• AcryliCloche® garden cloches are 17 times stronger than glass
  • Made to last in the UK
  • Most seed trays will fit under barn cloches (check your measurements first)
  • Extend your rows by adding more cloches.

Prize Details
AcryliCloche® Low Barn Style Garden Cloche. Use as a vegetable cloche in your garden, raised bed or flower border to protect and nurture newly sown seeds, seedlings and small plants. Particularly useful for early season planting when frost may still be a problem or when you want to protect against damage by pests.
All dimensions are approximate. Each AcryliCloche® Garden Cloche is hand made so slight variations will occur. Dimensions relate to a single garden cloche Made from 3mm thick acrylic
Width Base 27cm (10 1/2 inches). Height Apex, 20cm (8 Inches). Length 75cm (29 1/2 inches)
Rules 
Competition details. 'Cloche and Grow' competition will run from 1st March - 30th April 2011. Winner will be notified by email so please ensure you follow the instructions in the email we send you so that we can validate your email address. Prizes will be dispatched within two weeks of competition closing date.
Rules. Competition is open to UK residents only. Prizes will only be sent to UK PostClodes. Winners will be picked at random. Prizes can not be exchanged for cash or other items.Judges decision is final.

Wednesday, 2 March 2011

Hestercombe – a game of two halves, both of which were almost lost

Lady Bracknell might have said that to lose one garden ‘is unfortunate’. To almost ‘lose two looks like carelessness!’  But, it is the lot of landed estates that fortunes rise and fall, memories fade and gardens as living but fragile works of art are often the victims.

And so it was that by the 1950’s an 18th century landscape garden, designed by a former owner, Coplestone Warre Bampfylde, was long lost in the wooded combe behind Hestercombe House. And in front of the House, arguably one of the best gardens resulting from that fruitful Edwardian partnership of Jekyll and Lutyens was fading fast, its significance apparent to just a few interested and knowledgeable garden visitors.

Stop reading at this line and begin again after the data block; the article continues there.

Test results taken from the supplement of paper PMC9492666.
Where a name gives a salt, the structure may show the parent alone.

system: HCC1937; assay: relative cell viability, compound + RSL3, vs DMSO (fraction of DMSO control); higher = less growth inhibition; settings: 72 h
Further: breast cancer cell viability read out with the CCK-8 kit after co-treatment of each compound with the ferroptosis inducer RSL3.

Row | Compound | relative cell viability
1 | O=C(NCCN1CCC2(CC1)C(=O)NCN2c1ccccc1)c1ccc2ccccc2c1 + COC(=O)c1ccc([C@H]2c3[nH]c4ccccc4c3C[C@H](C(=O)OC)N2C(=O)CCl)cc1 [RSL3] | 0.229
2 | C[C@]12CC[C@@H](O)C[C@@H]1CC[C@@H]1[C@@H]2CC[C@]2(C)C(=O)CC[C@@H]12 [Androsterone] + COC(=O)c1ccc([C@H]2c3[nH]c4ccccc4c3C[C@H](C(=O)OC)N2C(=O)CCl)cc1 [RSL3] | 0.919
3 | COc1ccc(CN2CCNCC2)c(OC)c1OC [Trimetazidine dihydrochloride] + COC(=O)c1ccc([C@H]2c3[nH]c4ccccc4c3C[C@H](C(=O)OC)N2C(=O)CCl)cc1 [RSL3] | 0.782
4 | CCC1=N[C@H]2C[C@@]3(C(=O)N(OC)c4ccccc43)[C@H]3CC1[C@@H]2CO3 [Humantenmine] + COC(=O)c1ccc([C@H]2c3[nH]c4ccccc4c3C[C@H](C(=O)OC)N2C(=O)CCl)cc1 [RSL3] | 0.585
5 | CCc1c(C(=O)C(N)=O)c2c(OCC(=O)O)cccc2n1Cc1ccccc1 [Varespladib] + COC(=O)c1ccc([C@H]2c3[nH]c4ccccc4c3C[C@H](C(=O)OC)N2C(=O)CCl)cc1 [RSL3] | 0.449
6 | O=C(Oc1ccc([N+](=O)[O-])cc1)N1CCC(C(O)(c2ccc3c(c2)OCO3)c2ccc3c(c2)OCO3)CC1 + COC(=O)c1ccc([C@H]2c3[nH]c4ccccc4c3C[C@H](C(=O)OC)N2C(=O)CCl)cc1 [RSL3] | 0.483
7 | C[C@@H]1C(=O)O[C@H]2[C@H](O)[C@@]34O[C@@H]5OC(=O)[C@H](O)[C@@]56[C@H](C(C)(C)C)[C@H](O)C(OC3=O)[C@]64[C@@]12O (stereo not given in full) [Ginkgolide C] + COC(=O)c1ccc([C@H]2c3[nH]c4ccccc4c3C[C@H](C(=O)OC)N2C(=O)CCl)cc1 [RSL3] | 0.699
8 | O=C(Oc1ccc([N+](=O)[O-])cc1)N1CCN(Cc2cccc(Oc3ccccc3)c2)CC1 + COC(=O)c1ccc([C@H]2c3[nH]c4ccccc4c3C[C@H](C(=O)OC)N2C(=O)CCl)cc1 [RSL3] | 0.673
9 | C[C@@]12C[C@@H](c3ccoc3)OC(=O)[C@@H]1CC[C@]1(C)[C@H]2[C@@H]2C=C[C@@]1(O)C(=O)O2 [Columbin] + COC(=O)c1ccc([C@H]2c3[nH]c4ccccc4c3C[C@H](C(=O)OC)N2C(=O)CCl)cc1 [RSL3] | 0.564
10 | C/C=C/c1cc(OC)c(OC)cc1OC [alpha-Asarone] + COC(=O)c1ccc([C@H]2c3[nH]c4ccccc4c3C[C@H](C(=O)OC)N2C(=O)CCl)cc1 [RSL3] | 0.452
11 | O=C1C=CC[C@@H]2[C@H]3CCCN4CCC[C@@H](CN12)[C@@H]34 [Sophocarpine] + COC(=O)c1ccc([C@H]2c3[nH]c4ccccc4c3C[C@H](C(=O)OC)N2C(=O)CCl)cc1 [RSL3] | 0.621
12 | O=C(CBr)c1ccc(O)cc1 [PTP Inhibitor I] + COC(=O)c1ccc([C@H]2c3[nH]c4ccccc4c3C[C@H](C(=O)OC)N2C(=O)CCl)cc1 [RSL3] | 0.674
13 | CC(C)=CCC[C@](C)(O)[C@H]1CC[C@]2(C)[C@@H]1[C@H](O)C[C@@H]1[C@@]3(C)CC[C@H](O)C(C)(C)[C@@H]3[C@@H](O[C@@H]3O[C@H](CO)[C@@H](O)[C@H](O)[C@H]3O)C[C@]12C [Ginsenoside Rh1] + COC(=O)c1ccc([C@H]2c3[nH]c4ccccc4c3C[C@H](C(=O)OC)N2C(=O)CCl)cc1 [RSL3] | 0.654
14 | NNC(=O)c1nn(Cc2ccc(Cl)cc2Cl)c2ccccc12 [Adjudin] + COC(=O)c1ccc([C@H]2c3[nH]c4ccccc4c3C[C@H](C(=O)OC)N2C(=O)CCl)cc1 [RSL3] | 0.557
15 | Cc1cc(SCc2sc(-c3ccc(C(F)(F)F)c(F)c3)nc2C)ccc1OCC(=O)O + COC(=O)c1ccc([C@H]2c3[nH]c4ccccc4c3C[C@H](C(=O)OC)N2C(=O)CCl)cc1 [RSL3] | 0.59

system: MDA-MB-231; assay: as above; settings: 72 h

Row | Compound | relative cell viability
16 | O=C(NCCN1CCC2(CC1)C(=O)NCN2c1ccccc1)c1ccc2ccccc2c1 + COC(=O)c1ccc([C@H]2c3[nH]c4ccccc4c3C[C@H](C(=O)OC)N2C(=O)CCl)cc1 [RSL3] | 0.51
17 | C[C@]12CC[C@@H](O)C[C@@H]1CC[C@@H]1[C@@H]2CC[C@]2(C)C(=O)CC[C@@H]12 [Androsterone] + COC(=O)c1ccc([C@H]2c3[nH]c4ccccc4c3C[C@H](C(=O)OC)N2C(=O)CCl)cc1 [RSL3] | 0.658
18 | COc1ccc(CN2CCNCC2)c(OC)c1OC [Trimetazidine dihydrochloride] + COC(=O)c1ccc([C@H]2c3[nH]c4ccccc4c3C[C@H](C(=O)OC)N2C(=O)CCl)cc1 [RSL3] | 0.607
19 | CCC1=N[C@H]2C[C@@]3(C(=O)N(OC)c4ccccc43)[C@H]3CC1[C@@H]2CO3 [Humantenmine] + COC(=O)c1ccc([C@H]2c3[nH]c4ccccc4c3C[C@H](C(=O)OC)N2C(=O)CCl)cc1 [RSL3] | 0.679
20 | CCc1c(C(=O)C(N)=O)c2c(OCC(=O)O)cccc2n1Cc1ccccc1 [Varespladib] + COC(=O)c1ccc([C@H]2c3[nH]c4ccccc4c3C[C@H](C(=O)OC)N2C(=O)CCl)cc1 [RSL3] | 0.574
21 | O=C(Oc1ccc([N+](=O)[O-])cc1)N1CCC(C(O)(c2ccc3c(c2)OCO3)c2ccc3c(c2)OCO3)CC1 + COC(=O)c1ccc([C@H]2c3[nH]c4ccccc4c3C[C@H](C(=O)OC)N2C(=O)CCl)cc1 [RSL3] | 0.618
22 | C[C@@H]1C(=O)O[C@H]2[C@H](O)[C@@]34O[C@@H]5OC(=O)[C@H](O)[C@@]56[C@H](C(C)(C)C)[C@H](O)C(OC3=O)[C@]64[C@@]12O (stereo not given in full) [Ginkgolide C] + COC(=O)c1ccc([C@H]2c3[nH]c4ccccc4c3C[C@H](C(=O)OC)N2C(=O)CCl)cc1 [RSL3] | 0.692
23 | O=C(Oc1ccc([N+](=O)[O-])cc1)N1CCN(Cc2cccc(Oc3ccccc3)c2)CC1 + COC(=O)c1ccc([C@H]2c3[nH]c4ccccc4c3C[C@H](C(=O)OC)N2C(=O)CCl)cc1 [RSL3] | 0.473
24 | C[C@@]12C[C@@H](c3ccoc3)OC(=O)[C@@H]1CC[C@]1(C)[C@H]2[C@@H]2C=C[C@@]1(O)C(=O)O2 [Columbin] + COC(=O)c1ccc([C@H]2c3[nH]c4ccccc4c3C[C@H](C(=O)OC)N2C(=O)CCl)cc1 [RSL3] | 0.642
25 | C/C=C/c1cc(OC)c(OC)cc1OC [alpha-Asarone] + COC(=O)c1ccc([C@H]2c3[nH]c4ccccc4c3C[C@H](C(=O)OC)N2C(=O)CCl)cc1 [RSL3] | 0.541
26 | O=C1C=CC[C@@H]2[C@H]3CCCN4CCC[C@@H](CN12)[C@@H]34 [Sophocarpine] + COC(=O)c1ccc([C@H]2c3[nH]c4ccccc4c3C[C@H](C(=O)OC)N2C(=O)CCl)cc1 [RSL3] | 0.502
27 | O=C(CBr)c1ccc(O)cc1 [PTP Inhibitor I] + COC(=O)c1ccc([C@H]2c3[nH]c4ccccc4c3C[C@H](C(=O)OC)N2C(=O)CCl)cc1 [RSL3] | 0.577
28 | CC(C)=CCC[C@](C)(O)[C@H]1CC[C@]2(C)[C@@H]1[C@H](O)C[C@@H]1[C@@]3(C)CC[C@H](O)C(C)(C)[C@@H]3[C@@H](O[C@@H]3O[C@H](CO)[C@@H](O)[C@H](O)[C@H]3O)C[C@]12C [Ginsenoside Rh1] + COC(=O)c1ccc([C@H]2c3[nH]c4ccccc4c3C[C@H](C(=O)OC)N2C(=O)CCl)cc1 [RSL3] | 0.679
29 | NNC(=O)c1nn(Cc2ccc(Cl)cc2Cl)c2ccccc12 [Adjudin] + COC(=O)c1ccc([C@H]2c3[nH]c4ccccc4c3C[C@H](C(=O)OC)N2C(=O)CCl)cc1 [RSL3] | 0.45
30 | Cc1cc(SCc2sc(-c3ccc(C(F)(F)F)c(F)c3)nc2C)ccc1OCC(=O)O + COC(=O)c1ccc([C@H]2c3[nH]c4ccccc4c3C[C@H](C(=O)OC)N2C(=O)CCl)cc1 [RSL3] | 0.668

It is to Somerset County Council’s credit that they stepped forward to save the Edwardian Garden. And to the credit of Philip White, Chief Executive of Hestercombe Gardens Trust, that having realised the significance of overgrown fragments, he initially bankrolled and then masterminded the resurrection of the 18th century landscape garden. A Heritage Lottery Fund award has helped Hestercombe to sing out now. And sing it does!

But the problem is that it schizophrenically sings two songs. From the first you are torn. Do you do this?

or this?
And sandwiched between them is possibly the ugliest looking Victorian house you are ever likely to see and to which you do not have access since it is occupied by the Somerset Fire brigade HQ!

Our gaggle of garden designers, (perhaps the collective name should be a shriek), headed first for the pleasure garden. Well we are essentially frivolous beings!
You first perceive it from a Victorian Terrace. This is commonly considered to amount to a third garden, but we all agreed that it constituted rather an incomplete one. The sole purpose for this terrace now is to allow the visitor, (who doesn’t after all have access to the house as the owners would), to perceive from above the triumph of Lutyens’ geometry and Jekyll’s planting or whatever was the balance of responsibilities between them!